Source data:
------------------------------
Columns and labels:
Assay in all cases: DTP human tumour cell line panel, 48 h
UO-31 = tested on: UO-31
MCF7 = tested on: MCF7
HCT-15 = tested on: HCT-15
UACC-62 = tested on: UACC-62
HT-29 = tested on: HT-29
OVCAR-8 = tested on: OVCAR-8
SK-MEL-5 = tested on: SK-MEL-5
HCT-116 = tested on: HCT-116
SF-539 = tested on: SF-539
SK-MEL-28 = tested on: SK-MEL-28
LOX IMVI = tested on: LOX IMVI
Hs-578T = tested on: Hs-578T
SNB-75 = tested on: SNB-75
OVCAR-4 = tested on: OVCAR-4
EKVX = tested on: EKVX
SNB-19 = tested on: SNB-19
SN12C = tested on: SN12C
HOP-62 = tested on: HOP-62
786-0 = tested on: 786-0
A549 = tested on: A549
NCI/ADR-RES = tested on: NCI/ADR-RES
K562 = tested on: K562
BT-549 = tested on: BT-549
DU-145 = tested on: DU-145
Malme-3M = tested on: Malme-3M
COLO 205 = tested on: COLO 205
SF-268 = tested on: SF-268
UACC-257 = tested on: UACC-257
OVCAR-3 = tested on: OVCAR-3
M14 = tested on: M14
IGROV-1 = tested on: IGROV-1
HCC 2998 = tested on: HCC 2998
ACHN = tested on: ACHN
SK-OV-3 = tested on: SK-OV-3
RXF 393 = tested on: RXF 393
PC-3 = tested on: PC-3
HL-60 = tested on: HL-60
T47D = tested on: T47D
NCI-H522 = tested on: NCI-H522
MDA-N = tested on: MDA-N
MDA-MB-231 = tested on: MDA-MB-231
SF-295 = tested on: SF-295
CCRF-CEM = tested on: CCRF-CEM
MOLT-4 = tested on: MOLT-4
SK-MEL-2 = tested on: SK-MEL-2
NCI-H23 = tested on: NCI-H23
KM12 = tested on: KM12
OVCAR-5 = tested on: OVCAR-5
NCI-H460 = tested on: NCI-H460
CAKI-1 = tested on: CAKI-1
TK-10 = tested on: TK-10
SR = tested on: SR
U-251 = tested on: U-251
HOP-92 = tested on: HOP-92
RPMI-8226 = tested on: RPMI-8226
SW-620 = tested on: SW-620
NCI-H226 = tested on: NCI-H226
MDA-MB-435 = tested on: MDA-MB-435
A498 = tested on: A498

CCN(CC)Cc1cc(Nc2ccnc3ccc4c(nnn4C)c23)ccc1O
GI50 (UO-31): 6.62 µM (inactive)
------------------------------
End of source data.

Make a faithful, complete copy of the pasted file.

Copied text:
Columns and labels:
Assay in all cases: DTP human tumour cell line panel, 48 h
UO-31 = tested on: UO-31
MCF7 = tested on: MCF7
HCT-15 = tested on: HCT-15
UACC-62 = tested on: UACC-62
HT-29 = tested on: HT-29
OVCAR-8 = tested on: OVCAR-8
SK-MEL-5 = tested on: SK-MEL-5
HCT-116 = tested on: HCT-116
SF-539 = tested on: SF-539
SK-MEL-28 = tested on: SK-MEL-28
LOX IMVI = tested on: LOX IMVI
Hs-578T = tested on: Hs-578T
SNB-75 = tested on: SNB-75
OVCAR-4 = tested on: OVCAR-4
EKVX = tested on: EKVX
SNB-19 = tested on: SNB-19
SN12C = tested on: SN12C
HOP-62 = tested on: HOP-62
786-0 = tested on: 786-0
A549 = tested on: A549
NCI/ADR-RES = tested on: NCI/ADR-RES
K562 = tested on: K562
BT-549 = tested on: BT-549
DU-145 = tested on: DU-145
Malme-3M = tested on: Malme-3M
COLO 205 = tested on: COLO 205
SF-268 = tested on: SF-268
UACC-257 = tested on: UACC-257
OVCAR-3 = tested on: OVCAR-3
M14 = tested on: M14
IGROV-1 = tested on: IGROV-1
HCC 2998 = tested on: HCC 2998
ACHN = tested on: ACHN
SK-OV-3 = tested on: SK-OV-3
RXF 393 = tested on: RXF 393
PC-3 = tested on: PC-3
HL-60 = tested on: HL-60
T47D = tested on: T47D
NCI-H522 = tested on: NCI-H522
MDA-N = tested on: MDA-N
MDA-MB-231 = tested on: MDA-MB-231
SF-295 = tested on: SF-295
CCRF-CEM = tested on: CCRF-CEM
MOLT-4 = tested on: MOLT-4
SK-MEL-2 = tested on: SK-MEL-2
NCI-H23 = tested on: NCI-H23
KM12 = tested on: KM12
OVCAR-5 = tested on: OVCAR-5
NCI-H460 = tested on: NCI-H460
CAKI-1 = tested on: CAKI-1
TK-10 = tested on: TK-10
SR = tested on: SR
U-251 = tested on: U-251
HOP-92 = tested on: HOP-92
RPMI-8226 = tested on: RPMI-8226
SW-620 = tested on: SW-620
NCI-H226 = tested on: NCI-H226
MDA-MB-435 = tested on: MDA-MB-435
A498 = tested on: A498

CCN(CC)Cc1cc(Nc2ccnc3ccc4c(nnn4C)c23)ccc1O
GI50 (UO-31): 6.62 µM (inactive)